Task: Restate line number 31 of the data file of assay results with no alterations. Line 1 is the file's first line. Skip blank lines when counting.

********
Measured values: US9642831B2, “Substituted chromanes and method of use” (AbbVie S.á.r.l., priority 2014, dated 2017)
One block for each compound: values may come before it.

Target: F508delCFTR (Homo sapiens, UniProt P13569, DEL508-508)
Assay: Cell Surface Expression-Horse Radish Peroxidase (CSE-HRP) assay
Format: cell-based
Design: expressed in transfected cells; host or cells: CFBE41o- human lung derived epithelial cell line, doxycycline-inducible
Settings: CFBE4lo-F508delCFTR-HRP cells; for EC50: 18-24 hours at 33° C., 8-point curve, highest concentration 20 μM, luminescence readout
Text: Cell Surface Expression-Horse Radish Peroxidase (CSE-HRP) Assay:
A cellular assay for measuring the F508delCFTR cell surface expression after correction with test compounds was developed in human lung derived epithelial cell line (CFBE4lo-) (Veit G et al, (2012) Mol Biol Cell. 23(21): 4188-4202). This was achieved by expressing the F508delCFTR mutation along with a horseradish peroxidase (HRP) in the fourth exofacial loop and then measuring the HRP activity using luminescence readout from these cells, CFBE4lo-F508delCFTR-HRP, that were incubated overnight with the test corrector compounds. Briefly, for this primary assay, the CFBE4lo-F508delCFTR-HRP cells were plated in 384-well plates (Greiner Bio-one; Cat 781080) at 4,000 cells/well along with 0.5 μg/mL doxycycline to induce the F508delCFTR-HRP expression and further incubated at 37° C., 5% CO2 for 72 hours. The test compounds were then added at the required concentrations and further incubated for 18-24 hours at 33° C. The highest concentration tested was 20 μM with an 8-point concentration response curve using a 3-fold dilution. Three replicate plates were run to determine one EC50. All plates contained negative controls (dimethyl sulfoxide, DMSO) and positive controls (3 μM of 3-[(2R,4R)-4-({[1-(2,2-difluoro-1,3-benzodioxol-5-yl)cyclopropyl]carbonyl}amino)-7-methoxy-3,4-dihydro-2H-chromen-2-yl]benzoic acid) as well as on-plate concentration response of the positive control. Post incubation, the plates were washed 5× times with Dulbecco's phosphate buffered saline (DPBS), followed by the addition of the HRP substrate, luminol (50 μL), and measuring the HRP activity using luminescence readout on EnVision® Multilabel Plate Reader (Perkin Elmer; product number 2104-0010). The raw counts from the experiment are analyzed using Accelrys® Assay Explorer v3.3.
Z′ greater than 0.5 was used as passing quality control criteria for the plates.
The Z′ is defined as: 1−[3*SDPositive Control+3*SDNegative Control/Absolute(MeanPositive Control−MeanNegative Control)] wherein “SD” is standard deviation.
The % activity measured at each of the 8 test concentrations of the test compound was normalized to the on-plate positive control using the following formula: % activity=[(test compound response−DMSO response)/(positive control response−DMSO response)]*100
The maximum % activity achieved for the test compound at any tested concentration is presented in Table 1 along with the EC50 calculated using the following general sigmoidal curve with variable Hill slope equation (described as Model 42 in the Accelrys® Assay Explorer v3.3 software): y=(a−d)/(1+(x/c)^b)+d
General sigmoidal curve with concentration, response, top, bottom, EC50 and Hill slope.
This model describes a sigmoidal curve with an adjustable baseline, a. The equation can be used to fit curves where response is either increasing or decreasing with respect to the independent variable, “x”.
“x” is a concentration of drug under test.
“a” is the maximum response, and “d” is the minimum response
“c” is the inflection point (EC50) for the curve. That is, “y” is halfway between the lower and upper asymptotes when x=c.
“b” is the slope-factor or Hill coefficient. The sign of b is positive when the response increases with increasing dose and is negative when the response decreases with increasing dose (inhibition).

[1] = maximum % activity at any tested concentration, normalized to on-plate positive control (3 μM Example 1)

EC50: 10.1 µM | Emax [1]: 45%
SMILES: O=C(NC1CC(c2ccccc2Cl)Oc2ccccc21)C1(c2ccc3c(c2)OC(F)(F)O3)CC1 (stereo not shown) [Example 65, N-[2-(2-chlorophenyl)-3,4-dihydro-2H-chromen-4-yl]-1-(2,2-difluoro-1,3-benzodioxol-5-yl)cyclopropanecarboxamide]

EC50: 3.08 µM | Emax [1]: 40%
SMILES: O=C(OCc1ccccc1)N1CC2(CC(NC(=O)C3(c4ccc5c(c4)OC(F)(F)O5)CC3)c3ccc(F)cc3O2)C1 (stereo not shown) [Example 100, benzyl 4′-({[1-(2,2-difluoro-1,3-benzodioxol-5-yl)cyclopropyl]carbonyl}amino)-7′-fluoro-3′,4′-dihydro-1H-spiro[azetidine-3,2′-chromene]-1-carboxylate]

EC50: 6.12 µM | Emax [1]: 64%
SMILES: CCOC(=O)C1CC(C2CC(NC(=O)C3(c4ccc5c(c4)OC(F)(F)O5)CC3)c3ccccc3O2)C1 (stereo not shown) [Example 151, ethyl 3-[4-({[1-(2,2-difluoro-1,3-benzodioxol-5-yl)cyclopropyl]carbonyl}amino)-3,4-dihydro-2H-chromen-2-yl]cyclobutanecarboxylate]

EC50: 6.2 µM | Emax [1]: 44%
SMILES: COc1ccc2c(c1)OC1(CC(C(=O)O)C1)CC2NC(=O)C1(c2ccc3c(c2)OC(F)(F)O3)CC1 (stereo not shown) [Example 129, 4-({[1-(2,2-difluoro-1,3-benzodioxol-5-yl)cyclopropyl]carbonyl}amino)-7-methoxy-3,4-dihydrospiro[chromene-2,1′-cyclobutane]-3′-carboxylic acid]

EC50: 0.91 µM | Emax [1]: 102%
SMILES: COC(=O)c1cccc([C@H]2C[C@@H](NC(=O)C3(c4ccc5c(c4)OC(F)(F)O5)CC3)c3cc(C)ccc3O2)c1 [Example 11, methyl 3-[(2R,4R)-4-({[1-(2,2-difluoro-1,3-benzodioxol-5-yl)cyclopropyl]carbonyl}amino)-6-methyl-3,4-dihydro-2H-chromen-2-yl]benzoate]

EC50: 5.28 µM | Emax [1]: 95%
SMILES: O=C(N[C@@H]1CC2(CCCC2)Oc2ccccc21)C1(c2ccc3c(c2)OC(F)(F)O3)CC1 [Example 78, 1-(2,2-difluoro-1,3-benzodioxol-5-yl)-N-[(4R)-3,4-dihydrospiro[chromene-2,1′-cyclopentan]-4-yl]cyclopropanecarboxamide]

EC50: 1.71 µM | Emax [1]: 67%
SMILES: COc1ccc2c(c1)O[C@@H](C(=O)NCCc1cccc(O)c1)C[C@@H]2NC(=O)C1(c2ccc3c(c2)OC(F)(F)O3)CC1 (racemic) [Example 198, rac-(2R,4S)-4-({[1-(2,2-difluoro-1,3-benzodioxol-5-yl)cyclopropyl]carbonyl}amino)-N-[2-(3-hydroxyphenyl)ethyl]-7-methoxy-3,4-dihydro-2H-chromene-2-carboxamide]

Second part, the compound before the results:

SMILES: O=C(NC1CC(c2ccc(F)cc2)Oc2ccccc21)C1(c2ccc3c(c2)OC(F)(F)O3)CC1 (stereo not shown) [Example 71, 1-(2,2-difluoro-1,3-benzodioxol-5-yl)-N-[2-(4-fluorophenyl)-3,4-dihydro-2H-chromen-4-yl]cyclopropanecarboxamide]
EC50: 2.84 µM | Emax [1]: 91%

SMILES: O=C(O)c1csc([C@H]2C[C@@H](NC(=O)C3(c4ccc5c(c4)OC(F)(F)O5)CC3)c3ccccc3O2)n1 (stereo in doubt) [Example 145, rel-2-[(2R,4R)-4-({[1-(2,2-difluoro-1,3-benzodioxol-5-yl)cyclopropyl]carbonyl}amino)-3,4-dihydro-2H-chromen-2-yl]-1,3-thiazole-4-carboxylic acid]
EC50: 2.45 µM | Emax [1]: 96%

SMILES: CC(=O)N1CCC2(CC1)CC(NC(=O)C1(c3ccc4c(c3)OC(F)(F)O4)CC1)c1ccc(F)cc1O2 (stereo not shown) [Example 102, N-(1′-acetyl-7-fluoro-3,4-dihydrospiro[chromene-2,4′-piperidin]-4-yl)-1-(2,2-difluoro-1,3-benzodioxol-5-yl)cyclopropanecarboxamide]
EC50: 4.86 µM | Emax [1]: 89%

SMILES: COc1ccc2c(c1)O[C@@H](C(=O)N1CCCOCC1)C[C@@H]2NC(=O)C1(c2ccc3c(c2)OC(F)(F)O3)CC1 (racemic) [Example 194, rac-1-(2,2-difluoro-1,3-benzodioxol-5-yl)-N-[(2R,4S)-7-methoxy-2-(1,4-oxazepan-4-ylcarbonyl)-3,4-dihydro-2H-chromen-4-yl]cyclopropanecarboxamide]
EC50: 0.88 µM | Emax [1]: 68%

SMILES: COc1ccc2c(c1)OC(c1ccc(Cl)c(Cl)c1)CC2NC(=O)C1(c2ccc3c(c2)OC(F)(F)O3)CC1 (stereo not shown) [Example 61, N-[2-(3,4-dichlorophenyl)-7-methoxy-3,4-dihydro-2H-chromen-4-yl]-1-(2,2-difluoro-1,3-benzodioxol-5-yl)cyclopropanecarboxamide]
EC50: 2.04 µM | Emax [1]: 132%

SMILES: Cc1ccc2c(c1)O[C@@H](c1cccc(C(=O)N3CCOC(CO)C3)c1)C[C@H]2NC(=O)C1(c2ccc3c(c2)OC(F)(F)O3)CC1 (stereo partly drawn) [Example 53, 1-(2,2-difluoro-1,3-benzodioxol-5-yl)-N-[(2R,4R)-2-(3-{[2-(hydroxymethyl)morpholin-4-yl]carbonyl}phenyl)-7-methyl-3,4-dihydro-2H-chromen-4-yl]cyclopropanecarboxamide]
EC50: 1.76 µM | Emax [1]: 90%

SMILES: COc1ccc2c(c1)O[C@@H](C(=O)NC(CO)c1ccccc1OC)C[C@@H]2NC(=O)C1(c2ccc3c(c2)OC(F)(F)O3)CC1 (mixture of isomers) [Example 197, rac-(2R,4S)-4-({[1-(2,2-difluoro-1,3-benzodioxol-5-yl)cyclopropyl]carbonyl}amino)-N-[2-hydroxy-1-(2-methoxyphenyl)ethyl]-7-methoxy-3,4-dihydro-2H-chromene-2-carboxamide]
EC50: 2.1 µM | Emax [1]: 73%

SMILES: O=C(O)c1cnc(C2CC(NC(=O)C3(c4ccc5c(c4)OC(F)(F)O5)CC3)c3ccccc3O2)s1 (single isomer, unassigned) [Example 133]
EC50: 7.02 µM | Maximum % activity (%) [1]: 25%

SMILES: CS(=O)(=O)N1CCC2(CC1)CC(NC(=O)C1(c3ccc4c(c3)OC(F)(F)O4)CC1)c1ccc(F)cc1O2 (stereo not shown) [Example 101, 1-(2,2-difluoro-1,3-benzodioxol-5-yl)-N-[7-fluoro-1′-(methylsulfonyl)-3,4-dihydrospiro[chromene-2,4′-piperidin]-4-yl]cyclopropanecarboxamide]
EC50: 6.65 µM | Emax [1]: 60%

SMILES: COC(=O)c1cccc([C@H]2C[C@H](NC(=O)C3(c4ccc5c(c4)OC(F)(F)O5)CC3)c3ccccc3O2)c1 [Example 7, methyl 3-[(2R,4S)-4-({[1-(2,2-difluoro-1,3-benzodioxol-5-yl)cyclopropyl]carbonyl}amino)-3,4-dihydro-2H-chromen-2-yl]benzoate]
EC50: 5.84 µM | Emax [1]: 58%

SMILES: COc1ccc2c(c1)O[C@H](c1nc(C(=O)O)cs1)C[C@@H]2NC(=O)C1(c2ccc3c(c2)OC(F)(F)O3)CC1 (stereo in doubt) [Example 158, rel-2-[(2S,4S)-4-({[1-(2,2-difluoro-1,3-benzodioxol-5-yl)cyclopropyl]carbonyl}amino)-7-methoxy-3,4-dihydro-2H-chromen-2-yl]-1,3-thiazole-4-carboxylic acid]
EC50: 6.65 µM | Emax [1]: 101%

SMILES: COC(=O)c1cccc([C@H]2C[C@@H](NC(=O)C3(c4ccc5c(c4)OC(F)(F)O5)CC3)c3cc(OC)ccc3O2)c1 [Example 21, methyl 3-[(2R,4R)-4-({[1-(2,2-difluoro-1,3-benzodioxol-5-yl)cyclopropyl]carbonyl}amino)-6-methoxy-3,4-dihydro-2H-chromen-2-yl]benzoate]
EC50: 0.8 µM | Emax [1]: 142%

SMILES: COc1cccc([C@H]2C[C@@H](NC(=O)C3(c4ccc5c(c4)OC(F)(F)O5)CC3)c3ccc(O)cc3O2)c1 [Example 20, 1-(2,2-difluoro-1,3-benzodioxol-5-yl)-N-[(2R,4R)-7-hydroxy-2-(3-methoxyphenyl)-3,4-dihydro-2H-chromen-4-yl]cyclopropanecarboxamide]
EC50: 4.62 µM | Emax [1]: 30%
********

EC50: 5.28 µM | Emax [1]: 95%